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Dayspring in the Far West
Sketches of Mission-Work in North-West America

By M. E. Johnson

London: Seeley, Jackson and Halliday, 1875.


Chapter I. A Glance at the Country
Chapter II. The Red River
Chapter III. Extension of the Mission Westwards
Chapter IV. The Indian Tribes
Chapter V. Extension of the Mission Eastwards
Chapter VI. Proceeding Northwards
Chapter VII. Mr. Bompas' Journeys in the Far North
Chapter VIII. The Esquimaux of the Mackenzie
Chapter IX. The Esquimaux of the Mackenzie (continued)
Chapter X. Results of Missionary Teaching
Chapter XI. The North Pacific Mission
Chapter XII. The Metlakatlah Settlement
Chapter XIII. Progress at Metlakatlah
Chapter XIV. Further Progress
Chapter XV. The Garden River Mission
Chapter XVI. Conclusion


IN offering this little book to the public, the object the writer has in view is to present to her readers a comprehensive outline of the work accomplished in North-West America by the Church Missionary Society; work, of which she believes too little is known and understood. That she has said so little about the work accomplished at Red River is owing to the fact that she was restricted from taking up the ground so admirably occupied by Miss Tucker in "The Rainbow of the North." She has therefore merely given an outline of the early history of the Settlement, and contrasted its present condition of prosperity, and religious and educational advantages, with the ignorance and barbarism which prevailed when the first missionaries arrived in tfu Settlement. That the emigrants from this country to Central British America are now supplied with churches and faithful pastors, as well as the means of educating their children, is owing in a great measure to the labours of the Church Missionary Society; for the churches and schools originally provided for the Indian population have passed on to the church organization of the colony, as the advancing tide of white men has driven the Indian further West. The writer does not claim for her work any originality. It has been compiled from the manuscript letters and journals of the Missionaries themselves, which were kindly placed at her disposal by the Committee of the Church Missionary Society. She has also made free use of the information contained in the publications of the Society, to which she has added such descriptions of the country, derived from the most trustworthy sources, as give an additional interest to the narrative. For much valuable information respecting the country, its people, climate, scenery, resources, &c., she is indebted to the books of which a list is appended. She prefers thus to acknowledge her obligations, rather than always to give her authority in a foot-note, because to do so would give an air of pedantry to a very unpretending little book. But while the writer does not claim for her book any originality, she does claim for it strict veracity. These sketches of Missionary work are pictures from the life; in no instance has the writer drawn on her imagination, or endeavoured to impose on the credulity of her readers. Truthfulness and simplicity characterize the whole. Should any who may peruse these pages be stirred up to take a deeper interest in Missions, and practically to manifest that interest in deeds, it will not have been written in vain. Of the many blemishes and imperfections of her work no one is more fully aware than the writer; for these she craves the indulgence of the reader, and she ventures to send it forth, earnestly and humbly hoping that in regard to it the Master may condescend to say of her as of one of old, "She hath done what she could."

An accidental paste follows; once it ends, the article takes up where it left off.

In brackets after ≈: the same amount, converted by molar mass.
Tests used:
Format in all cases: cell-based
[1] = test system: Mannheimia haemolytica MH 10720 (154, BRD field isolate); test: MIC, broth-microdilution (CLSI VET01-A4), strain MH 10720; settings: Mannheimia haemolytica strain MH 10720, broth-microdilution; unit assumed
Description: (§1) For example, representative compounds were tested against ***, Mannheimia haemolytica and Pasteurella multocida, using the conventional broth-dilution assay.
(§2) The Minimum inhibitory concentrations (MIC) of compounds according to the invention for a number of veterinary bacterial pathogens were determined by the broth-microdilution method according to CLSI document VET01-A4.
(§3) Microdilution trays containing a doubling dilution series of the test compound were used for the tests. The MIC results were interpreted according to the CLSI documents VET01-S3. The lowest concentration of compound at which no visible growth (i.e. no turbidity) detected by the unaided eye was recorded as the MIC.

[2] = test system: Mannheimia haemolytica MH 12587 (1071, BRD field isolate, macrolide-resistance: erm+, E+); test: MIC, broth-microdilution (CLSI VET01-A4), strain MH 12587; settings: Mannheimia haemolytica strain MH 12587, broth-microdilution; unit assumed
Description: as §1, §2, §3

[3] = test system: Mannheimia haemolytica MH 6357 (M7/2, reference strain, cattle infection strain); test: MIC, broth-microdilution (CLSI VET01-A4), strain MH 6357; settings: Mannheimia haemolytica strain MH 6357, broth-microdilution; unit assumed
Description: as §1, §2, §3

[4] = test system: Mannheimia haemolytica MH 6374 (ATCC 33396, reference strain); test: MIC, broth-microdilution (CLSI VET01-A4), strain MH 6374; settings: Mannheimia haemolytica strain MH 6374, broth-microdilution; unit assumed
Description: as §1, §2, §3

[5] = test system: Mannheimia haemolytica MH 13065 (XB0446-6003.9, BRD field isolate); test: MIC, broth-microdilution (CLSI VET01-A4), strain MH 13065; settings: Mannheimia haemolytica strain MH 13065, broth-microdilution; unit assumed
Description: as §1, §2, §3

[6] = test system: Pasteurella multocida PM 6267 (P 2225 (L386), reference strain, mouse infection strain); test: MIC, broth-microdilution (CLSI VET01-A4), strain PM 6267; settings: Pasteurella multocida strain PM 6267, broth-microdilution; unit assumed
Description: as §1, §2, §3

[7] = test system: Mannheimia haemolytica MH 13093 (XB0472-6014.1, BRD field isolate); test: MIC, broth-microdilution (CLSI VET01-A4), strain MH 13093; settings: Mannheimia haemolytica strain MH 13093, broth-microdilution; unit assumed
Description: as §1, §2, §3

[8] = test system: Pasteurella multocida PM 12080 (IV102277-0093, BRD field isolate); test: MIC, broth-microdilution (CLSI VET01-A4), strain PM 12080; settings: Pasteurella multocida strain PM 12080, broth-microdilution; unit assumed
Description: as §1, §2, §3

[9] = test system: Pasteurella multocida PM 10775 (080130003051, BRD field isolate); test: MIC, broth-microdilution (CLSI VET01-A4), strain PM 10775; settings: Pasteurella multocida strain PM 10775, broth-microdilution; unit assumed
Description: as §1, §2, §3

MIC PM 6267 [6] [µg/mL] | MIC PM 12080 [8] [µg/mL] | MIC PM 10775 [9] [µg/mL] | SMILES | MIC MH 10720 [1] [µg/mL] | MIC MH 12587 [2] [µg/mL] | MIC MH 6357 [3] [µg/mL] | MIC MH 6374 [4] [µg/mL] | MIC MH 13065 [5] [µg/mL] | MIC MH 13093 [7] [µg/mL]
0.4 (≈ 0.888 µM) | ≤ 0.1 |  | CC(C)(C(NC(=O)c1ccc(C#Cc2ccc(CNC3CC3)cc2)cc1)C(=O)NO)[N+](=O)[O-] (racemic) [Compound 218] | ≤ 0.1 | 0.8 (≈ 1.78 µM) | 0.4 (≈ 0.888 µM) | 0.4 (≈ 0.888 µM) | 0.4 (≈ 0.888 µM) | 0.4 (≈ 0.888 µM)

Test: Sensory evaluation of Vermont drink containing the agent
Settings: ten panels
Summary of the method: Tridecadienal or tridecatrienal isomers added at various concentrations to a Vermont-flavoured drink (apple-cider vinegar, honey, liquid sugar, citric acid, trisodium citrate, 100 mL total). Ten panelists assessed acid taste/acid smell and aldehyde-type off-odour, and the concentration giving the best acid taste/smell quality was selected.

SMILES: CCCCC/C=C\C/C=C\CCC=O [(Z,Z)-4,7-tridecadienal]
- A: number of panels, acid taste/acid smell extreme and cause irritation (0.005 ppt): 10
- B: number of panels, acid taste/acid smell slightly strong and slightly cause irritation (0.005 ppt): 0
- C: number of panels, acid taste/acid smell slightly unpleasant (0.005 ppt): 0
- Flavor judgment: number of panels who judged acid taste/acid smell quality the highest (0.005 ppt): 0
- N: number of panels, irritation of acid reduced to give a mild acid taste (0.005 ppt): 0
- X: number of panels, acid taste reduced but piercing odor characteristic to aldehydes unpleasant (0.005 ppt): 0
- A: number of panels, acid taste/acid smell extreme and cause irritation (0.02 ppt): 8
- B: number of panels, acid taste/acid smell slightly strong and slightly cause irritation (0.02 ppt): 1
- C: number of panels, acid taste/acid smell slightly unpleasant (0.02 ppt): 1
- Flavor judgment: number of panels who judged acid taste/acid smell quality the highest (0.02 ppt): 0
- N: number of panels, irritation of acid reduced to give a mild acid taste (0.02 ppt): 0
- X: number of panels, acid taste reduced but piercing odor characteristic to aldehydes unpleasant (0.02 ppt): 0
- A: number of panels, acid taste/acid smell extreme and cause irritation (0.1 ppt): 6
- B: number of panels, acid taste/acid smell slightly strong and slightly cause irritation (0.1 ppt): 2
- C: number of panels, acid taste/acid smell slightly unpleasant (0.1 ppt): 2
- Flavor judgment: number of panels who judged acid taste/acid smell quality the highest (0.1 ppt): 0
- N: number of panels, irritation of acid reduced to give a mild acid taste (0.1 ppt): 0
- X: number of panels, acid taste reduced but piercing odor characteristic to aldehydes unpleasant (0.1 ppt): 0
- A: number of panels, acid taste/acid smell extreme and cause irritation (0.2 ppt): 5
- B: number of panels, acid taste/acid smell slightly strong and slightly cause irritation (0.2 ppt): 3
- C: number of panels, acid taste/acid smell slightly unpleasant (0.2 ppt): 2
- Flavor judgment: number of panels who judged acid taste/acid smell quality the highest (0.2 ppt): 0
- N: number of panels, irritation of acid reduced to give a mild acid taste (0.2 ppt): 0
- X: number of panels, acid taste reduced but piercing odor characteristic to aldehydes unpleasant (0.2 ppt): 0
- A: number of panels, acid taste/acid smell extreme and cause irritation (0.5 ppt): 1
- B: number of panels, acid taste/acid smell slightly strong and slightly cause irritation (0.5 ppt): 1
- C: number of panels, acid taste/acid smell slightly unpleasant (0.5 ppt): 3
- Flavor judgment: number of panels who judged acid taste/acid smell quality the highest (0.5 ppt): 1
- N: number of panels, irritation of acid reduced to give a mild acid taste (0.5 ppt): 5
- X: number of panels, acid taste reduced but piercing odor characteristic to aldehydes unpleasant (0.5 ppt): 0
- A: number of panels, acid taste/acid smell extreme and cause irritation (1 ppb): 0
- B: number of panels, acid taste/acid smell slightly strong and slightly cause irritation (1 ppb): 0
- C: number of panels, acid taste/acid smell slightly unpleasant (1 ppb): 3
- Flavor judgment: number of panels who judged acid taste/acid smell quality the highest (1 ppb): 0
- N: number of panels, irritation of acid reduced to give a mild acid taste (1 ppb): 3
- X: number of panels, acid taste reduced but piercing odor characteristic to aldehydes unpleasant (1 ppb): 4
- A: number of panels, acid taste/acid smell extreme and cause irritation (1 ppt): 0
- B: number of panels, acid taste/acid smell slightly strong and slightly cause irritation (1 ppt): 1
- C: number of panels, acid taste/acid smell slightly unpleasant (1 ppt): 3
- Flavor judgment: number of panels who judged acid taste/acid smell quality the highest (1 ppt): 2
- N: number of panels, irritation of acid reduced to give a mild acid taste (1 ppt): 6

M. E. J.

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